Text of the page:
Risking Change

Disney’s no stranger to inspirational sports films (Miracle, Invincible, and The Rookie, to name a few). Their latest, Million Dollar Arm, while inspirational, feels different. Maybe it’s because it’s more intimate, about individuals rather than team. Or maybe it’s because it’s a sports film that really isn’t about sports at all.

Based on a true story, Million Dollar Arm tells the story of J. B. Bernstein (Jon Hamm), a struggling sports agent, whose company is falling apart. Faced with the possibility of “losing it all,” he gets a wild idea to recruit baseball pitchers from India. He stages a competition throughout India, the titular Million Dollar Arm, and two young men, Rinku (Suraj Sharma) and Dinesh (Madhur Mittal), win and return to the United States with J. B. for training and a tryout for Major League Baseball scouts.

There’s very little baseball played in this baseball movie. The first third of the film is J. B.’s career falling apart, the second third is the competition in India, and the final third is Rinku and Dinesh’s training and tryout. This is very much J. B.’s story, despite Rinku and Dinesh’s eventual success. It is as much about his spiritual transformation as their physical development, which is a strength of the film.

As a result, there are a few important themes at work, which family viewers might find worth discussing. The first is the emptiness of material possessions. J. B. “has it all,” but is essentially alone and listless. As connected as he is, J. B. only becomes a true champion for Rinku and Dinesh when he puts all these material possessions on the line to see that they get a second chance at their MLB tryout.

This touches on a second theme, living life in service to others. J. B. eventually does this, with no small help from his tenant, Brenda (Lake Bell, who is by far the best part of the film). She gradually becomes his significant other, but from the start, she is his moral compass, so to speak. She forces J. B. to really see Rinku and Dinesh for who they are, not just potential MLB pitchers, but frightened, displaced young men looking for a guide in their confusing, new surroundings. Finally, J. B.’s whole experience is based on one huge risk, turning cricket bowlers into baseball pitchers. J. B.’s success reveals yet again the benefits of thinking outside the box, even when failure is almost definitely assured.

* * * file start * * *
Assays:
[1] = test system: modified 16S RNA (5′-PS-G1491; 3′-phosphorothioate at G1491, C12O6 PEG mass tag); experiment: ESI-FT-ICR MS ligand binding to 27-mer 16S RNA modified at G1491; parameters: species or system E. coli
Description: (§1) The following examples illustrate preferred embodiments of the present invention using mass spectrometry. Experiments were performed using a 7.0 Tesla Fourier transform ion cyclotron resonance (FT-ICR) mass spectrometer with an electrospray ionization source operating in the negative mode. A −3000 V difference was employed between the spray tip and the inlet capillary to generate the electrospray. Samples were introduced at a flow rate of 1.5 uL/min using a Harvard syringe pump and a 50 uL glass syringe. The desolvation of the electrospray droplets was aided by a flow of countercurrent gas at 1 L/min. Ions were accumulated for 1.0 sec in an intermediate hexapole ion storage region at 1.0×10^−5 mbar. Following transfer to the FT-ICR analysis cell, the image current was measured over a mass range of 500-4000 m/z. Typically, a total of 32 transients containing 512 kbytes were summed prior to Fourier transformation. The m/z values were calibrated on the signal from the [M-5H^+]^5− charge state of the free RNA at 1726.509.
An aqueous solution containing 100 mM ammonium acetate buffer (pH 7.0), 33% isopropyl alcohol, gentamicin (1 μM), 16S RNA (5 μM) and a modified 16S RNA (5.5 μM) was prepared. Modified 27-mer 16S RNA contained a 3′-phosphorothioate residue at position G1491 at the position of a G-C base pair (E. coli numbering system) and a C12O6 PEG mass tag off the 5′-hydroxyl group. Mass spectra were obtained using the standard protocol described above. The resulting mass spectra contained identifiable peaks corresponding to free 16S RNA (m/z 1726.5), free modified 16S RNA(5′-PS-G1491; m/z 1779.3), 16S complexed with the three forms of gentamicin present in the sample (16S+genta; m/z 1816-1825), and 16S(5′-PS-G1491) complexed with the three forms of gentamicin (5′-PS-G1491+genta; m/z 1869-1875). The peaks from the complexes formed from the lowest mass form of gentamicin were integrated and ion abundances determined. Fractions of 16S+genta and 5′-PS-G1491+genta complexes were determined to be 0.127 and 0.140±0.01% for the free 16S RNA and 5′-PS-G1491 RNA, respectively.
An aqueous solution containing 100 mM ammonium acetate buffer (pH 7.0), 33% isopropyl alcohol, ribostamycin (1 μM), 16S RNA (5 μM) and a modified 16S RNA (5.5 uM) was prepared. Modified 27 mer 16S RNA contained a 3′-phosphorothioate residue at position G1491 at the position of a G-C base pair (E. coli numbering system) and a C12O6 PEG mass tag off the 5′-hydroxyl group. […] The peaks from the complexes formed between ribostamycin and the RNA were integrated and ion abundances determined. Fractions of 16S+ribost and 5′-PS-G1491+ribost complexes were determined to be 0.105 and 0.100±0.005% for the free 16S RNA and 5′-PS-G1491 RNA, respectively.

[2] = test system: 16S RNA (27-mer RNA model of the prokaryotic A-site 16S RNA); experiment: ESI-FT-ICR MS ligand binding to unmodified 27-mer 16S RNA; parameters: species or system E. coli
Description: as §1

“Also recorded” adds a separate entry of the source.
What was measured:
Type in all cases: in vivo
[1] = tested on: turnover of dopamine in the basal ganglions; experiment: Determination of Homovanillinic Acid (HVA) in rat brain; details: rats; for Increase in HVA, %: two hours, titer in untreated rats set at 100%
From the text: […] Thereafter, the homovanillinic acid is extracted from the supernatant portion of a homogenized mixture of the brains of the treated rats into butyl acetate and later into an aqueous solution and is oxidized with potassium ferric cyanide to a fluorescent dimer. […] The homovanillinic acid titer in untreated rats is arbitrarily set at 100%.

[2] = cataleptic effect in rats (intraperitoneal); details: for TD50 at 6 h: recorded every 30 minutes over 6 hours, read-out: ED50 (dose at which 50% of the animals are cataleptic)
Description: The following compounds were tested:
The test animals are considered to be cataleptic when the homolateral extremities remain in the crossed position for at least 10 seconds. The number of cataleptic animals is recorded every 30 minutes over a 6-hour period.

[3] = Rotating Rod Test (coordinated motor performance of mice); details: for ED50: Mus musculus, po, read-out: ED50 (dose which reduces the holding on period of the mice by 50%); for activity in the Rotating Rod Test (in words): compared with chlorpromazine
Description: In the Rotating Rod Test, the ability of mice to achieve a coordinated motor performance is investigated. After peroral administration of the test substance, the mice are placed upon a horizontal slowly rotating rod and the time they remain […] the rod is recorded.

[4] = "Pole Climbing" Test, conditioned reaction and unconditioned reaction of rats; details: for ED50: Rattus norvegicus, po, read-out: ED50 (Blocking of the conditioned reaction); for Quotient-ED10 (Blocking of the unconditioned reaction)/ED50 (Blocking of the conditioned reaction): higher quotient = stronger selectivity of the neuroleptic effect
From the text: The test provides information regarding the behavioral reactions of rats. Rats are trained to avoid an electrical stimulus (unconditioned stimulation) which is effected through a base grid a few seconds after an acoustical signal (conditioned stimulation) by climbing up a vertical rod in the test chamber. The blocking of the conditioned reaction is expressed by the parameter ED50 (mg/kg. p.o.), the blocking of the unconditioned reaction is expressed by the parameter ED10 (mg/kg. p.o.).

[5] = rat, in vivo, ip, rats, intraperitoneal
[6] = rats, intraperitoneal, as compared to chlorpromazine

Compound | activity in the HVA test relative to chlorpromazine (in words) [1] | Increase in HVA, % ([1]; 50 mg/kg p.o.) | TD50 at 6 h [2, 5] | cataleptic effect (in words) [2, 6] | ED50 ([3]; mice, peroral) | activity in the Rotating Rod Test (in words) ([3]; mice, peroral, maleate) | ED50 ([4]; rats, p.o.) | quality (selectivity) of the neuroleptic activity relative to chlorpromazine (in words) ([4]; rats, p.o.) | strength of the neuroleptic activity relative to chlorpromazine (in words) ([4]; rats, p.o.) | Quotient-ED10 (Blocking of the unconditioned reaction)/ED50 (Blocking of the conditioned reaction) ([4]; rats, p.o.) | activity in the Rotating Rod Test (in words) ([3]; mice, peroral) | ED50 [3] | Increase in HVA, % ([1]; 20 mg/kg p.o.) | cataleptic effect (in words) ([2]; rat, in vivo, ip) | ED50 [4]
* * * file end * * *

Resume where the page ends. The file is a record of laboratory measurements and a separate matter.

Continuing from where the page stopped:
Extremely cynical viewers might decry further first world exploitation of the developing world, but the film treats Rinku, Dinesh, their families, and their surroundings with integrity. Rinku and Dinesh’s religious traditions are taken as a matter of fact and they are a clear challenge to J. B.’s materialistic lifestyle. Along the way, there are some genuinely funny moments that lighten the mood. In the end, as with all good sports movies, Million Dollar Arm, says just as much about life as it does the sport on which it’s based.

Million Dollar Arm (124 mins) is rated PG for mild language and some suggestive content and is in theaters everywhere tomorrow.